About four years ago, Facebook made its market debut as an $81.2 billion company.
The listing was massive, shocking technology giants such as Apple and Google parent Alphabet, which didn't start off with such huge premiums.
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Now it looks like it will be Snapchat's turn to blaze a trail of glory.
The messaging application company's popularity is undeniable. If the content is controversial and risqué, Snapchat is the place to be.
Snapchat's immense popularity among young people is driven by a fundamental risk in most social-networking platforms: the inordinate longevity of personal data. By tapping into this trend and booming demographic, Snapchat is poised to be a growth stock standout.
The company has filed for an initial public offering valued at $20 billion to $25 billion to occur as soon as March.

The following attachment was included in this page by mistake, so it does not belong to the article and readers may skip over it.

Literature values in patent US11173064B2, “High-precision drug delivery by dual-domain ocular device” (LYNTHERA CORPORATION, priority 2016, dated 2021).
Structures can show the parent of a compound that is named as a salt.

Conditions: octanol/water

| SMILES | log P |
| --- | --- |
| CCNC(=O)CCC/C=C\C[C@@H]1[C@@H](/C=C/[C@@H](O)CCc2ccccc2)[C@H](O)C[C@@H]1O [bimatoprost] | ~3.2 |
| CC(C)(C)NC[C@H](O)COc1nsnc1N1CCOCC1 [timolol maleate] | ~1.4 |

Facebook Chairman, Chief Executive and Co-Founder Mark Zuckerberg is aware of Snapchat's growing prominence and is already testing a clone version that could replicate the app's key features.
Although details are sketchy, Snapchat's anticipated 2017 revenue of $1 billion looks like it translates to a multiple of 25 times based on the IPO's implicit valuation.
Before Facebook went public, it already had $4 billion in sales and a sales premium of 20 to 25 times.
Since then, Facebook has acquired Instagram and WhatsApp and has been under scrutiny for its data security and privacy management.
That is why Snapchat, which is backed by Alphabet's venture capital arm CapitalG, is gradually becoming a force with which to reckon.
Snapchat's temporary images and videos mean that users can avoid the challenges of emergency de-tagging and Photoshopping unappealing candid shots.
There has also been consistent worries that private data stored in Facebook, Google or any other Internet-based service behemoth can be retrieved at any time.